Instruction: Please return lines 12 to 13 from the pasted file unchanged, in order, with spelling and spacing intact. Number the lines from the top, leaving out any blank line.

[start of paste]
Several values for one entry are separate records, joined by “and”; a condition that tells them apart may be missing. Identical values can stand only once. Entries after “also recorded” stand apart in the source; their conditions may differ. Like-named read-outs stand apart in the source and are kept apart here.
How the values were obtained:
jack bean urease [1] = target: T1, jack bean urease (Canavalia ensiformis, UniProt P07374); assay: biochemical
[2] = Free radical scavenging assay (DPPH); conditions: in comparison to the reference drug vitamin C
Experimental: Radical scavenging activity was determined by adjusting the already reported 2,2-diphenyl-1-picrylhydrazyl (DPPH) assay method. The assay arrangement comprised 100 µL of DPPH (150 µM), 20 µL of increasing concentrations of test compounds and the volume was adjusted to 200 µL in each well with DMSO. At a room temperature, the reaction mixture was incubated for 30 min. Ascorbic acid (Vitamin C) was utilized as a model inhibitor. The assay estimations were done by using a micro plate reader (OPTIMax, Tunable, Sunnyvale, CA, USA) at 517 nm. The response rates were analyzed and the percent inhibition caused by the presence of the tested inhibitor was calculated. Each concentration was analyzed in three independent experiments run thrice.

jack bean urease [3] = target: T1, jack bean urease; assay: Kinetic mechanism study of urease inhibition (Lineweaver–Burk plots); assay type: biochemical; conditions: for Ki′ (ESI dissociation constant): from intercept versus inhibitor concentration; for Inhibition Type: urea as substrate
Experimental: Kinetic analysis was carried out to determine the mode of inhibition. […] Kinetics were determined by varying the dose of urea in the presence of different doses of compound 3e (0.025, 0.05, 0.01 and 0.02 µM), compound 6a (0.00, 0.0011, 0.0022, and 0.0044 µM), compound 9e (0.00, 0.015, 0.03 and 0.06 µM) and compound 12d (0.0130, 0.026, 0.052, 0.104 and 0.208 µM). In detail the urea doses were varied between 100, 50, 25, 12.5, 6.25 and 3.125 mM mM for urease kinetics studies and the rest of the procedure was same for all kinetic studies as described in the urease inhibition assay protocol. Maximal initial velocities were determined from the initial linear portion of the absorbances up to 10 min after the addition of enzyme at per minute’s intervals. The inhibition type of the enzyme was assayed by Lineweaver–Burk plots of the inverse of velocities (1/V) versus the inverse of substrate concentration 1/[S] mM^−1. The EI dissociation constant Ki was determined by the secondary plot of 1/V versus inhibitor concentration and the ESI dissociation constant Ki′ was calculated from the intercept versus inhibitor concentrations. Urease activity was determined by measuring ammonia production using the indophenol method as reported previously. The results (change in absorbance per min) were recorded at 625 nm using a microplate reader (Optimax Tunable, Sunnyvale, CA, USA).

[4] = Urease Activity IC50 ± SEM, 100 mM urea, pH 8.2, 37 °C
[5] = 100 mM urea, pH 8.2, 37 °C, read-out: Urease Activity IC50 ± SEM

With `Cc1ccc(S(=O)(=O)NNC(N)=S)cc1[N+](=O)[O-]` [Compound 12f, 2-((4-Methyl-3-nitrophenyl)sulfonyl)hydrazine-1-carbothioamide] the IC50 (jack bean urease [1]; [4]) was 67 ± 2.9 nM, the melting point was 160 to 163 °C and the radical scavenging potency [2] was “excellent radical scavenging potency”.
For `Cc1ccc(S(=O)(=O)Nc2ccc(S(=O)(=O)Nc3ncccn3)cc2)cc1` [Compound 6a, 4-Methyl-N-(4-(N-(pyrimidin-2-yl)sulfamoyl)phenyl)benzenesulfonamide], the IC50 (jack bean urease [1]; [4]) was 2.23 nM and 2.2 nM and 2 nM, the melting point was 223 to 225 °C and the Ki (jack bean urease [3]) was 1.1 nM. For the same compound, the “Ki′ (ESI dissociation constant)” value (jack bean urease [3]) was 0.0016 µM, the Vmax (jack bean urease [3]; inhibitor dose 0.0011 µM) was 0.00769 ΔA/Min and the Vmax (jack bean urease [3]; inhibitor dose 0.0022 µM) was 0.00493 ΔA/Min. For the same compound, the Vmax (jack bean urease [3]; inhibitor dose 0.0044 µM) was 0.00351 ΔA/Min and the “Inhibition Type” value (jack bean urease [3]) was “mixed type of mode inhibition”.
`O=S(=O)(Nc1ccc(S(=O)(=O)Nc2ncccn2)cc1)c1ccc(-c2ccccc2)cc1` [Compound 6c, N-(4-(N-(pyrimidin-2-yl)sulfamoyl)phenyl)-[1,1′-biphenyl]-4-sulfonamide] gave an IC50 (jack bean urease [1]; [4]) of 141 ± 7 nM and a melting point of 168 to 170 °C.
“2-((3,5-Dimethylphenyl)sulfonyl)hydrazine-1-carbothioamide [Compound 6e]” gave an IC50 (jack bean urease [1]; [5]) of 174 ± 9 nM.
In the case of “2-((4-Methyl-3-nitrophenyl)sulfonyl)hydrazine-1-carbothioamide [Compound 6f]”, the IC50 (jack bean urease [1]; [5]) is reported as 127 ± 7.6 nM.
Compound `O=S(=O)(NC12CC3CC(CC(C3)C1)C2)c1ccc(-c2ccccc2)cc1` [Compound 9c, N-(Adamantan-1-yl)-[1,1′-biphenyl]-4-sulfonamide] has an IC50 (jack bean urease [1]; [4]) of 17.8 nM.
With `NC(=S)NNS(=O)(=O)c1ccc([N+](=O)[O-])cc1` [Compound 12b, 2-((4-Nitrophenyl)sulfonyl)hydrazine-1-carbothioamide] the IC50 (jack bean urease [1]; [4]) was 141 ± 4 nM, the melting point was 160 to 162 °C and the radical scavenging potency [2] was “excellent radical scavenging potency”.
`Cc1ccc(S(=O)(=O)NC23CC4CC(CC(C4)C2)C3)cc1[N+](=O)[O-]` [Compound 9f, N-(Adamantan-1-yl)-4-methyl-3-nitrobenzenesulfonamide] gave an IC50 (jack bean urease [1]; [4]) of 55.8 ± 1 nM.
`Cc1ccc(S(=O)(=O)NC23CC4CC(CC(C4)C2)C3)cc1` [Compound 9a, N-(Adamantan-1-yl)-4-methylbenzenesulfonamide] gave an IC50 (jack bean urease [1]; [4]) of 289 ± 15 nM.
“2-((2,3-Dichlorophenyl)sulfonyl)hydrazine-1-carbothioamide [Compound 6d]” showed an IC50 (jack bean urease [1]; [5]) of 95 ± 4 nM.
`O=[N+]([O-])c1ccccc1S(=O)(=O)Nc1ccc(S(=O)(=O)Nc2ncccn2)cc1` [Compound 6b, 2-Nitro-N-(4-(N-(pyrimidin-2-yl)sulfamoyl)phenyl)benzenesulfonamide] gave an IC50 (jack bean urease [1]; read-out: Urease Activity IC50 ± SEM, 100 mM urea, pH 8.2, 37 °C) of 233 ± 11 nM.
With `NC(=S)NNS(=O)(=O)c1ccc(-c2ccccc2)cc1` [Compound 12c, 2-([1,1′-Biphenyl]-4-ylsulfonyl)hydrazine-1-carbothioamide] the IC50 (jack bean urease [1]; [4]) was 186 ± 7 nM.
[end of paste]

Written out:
`O=S(=O)(Nc1ccc(S(=O)(=O)Nc2ncccn2)cc1)c1ccc(-c2ccccc2)cc1` [Compound 6c, N-(4-(N-(pyrimidin-2-yl)sulfamoyl)phenyl)-[1,1′-biphenyl]-4-sulfonamide] gave an IC50 (jack bean urease [1]; [4]) of 141 ± 7 nM and a melting point of 168 to 170 °C.
“2-((3,5-Dimethylphenyl)sulfonyl)hydrazine-1-carbothioamide [Compound 6e]” gave an IC50 (jack bean urease [1]; [5]) of 174 ± 9 nM.